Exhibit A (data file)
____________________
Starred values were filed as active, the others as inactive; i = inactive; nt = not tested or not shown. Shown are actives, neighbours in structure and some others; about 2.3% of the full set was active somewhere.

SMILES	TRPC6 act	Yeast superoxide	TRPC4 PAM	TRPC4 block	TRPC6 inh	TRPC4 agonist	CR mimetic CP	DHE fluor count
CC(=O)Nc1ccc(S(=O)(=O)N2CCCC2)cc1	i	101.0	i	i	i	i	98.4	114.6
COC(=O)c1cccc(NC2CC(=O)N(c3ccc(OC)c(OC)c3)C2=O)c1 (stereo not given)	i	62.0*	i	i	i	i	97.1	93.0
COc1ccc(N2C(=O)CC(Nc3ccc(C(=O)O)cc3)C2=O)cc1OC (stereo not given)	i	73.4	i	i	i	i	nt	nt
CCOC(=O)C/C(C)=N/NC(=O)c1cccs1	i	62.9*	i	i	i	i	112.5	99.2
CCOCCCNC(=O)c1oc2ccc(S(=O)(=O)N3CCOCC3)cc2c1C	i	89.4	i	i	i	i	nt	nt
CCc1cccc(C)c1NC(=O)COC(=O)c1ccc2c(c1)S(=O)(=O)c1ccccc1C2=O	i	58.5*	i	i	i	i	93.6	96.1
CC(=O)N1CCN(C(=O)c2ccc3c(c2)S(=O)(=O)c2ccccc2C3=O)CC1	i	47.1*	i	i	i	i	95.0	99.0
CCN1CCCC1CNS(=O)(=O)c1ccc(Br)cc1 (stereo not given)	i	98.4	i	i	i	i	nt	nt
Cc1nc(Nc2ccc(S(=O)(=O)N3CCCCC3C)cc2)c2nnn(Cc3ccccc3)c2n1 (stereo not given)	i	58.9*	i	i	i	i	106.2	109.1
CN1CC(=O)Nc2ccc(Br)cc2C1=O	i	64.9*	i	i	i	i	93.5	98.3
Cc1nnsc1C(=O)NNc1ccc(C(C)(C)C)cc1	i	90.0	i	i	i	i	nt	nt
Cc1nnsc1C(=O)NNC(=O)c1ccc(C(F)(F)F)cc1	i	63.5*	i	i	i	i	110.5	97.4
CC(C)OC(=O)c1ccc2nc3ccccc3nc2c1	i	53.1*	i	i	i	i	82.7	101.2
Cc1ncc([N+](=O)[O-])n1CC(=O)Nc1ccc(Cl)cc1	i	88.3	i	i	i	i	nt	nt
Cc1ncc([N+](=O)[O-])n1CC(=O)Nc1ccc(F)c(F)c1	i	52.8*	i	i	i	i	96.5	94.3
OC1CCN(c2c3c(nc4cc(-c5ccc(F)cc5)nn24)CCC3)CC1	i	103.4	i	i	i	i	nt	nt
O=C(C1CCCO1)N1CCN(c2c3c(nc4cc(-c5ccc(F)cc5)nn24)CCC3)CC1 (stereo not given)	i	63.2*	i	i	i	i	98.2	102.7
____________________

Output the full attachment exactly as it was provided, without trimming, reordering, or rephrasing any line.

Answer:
Starred values were filed as active, the others as inactive; i = inactive; nt = not tested or not shown. Shown are actives, neighbours in structure and some others; about 2.3% of the full set was active somewhere.

SMILES	TRPC6 act	Yeast superoxide	TRPC4 PAM	TRPC4 block	TRPC6 inh	TRPC4 agonist	CR mimetic CP	DHE fluor count
CC(=O)Nc1ccc(S(=O)(=O)N2CCCC2)cc1	i	101.0	i	i	i	i	98.4	114.6
COC(=O)c1cccc(NC2CC(=O)N(c3ccc(OC)c(OC)c3)C2=O)c1 (stereo not given)	i	62.0*	i	i	i	i	97.1	93.0
COc1ccc(N2C(=O)CC(Nc3ccc(C(=O)O)cc3)C2=O)cc1OC (stereo not given)	i	73.4	i	i	i	i	nt	nt
CCOC(=O)C/C(C)=N/NC(=O)c1cccs1	i	62.9*	i	i	i	i	112.5	99.2
CCOCCCNC(=O)c1oc2ccc(S(=O)(=O)N3CCOCC3)cc2c1C	i	89.4	i	i	i	i	nt	nt
CCc1cccc(C)c1NC(=O)COC(=O)c1ccc2c(c1)S(=O)(=O)c1ccccc1C2=O	i	58.5*	i	i	i	i	93.6	96.1
CC(=O)N1CCN(C(=O)c2ccc3c(c2)S(=O)(=O)c2ccccc2C3=O)CC1	i	47.1*	i	i	i	i	95.0	99.0
CCN1CCCC1CNS(=O)(=O)c1ccc(Br)cc1 (stereo not given)	i	98.4	i	i	i	i	nt	nt
Cc1nc(Nc2ccc(S(=O)(=O)N3CCCCC3C)cc2)c2nnn(Cc3ccccc3)c2n1 (stereo not given)	i	58.9*	i	i	i	i	106.2	109.1
CN1CC(=O)Nc2ccc(Br)cc2C1=O	i	64.9*	i	i	i	i	93.5	98.3
Cc1nnsc1C(=O)NNc1ccc(C(C)(C)C)cc1	i	90.0	i	i	i	i	nt	nt
Cc1nnsc1C(=O)NNC(=O)c1ccc(C(F)(F)F)cc1	i	63.5*	i	i	i	i	110.5	97.4
CC(C)OC(=O)c1ccc2nc3ccccc3nc2c1	i	53.1*	i	i	i	i	82.7	101.2
Cc1ncc([N+](=O)[O-])n1CC(=O)Nc1ccc(Cl)cc1	i	88.3	i	i	i	i	nt	nt
Cc1ncc([N+](=O)[O-])n1CC(=O)Nc1ccc(F)c(F)c1	i	52.8*	i	i	i	i	96.5	94.3
OC1CCN(c2c3c(nc4cc(-c5ccc(F)cc5)nn24)CCC3)CC1	i	103.4	i	i	i	i	nt	nt
O=C(C1CCCO1)N1CCN(c2c3c(nc4cc(-c5ccc(F)cc5)nn24)CCC3)CC1 (stereo not given)	i	63.2*	i	i	i	i	98.2	102.7